The Right Mountain:
Lessons From Everest on the Real Meaning of Success
By Jim Hayhurst, Sr.
(John Wiley & Sons, $24.95)
Reviewed by GEORGE L. FLEMING
Frozen with fear, James Hayhurst stood only 20 feet from his son Jim, who was about to slip over the edge of a 1,000-foot waterfall.
Hayhurst and his son were members of a Canadian team attempting in 1988 to reach the summit of Mount Everest, the tallest mountain in the world. Just before its ascent of Mount Everest, the team was making final preparations near Kathmandu, Nepal.
Jim was crossing a river when he fell into the rapidly moving water. Tumbling toward the waterfall's edge, he got a momentary reprieve when he snagged on a rock.
Hayhurst could not help his son. "If I started toward him, I might dislodge another rock, I might change the direction or pressure of the water and he might slip off the rock that was holding him above the waterfall," Hayhurst writes in The Right Mountain, a book that is one part an adventure story and one part a guidebook to life.
Jim crawled to a group of rocks and yelled for someone to throw him a rope. Hayhurst first intended to toss the rope himself, but wisely deferred to a more experienced team member, who lassoed Jim and pulled him out of the river.
Hayhurst learned a valuable lesson about tempering the desire for control. "Even though you're the boss, or the parent, someone else may be more capable," he writes. "Don't try to be a hero. Let the most competent person do what has to be done."
The book offers many such lessons. Hayhurst, a former ad executive and chairman of Outward Bound Canada, views the Everest expedition as a metaphor for the kind of living that blends action with introspection.
Proper training and preparation, for instance, were crucial for an expedition of this scale. Hayhurst, 47 at the time, found the running, biking and hiking daunting.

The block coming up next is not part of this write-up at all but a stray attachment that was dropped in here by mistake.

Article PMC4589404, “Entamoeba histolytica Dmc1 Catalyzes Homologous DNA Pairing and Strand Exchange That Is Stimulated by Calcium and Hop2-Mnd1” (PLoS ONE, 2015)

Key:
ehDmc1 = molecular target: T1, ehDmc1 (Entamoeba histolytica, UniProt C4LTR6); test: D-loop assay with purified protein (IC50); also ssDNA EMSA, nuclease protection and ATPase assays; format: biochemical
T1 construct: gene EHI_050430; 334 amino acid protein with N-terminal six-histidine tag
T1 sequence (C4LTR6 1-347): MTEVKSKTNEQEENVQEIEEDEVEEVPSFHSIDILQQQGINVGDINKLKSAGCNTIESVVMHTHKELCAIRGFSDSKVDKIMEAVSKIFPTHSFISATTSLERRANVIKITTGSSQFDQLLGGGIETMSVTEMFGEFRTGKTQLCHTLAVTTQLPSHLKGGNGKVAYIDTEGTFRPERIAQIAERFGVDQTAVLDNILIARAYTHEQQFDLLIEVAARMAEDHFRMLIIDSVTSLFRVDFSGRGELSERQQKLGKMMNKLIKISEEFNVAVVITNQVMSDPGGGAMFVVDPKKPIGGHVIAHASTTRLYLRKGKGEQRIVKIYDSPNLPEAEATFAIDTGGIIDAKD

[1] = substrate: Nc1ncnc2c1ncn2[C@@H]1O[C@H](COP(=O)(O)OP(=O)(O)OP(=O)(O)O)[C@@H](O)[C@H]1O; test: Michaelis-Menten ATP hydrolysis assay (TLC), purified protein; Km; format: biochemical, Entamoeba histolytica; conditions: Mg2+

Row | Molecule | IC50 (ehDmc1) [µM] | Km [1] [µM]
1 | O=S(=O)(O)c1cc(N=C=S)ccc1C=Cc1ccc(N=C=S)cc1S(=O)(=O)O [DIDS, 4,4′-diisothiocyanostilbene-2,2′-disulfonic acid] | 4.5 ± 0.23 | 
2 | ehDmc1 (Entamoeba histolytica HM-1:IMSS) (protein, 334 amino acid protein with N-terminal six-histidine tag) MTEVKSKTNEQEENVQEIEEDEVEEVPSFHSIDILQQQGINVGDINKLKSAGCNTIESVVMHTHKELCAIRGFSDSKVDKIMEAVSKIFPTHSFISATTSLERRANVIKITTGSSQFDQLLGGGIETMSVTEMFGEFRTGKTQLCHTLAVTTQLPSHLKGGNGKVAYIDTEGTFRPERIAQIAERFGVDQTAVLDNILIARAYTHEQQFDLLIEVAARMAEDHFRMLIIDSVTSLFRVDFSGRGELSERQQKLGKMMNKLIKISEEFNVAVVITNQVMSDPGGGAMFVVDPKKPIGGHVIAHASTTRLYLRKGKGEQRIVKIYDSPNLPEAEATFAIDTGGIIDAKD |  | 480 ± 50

Faced with a 120-mile warmup hike, Hayhurst doubted he could complete the trip. Then he decided to break down the hike into smaller, more manageable, sections. The idea worked: He completed the hike and was ready for Everest.
"When faced with an overwhelming challenge, don't back away," Hayhurst writes. "Try to break it down into a series of smaller achievable challenges. And do it, one step at a time."
Shortly after establishing a base camp on Everest, Hayhurst learned that a member of a nearby French team had died of cerebral edema, an often fatal condition brought on by lack of oxygen.
The French team member did not have enough experience climbing at such altitudes; Everest was not the right mountain for this person, the book says.
"The enormity of my realization hit me," Hayhurst writes. "It made sense. Knowing who you are, knowing how you operate, your skills, and comparing them with the challenge at hand can save your life."
After repeated attempts by the team to scale the summit, exhaustion set in. The group did not make it to the top of Everest.
But Hayhurst believes the trip was a success _ and that he chose the right mountain _ because he learned so much about his own values, abilities and limitations in taking the journey.
"Our society says you have to keep climbing up, up the hierarchal ladder to the top to be successful," he writes. "We shouldn't let bosses or society or peers push us into something that isn't a good match, a good fit, for our skills, our interests, and our values."
_ George L. Fleming is a Times correspondent.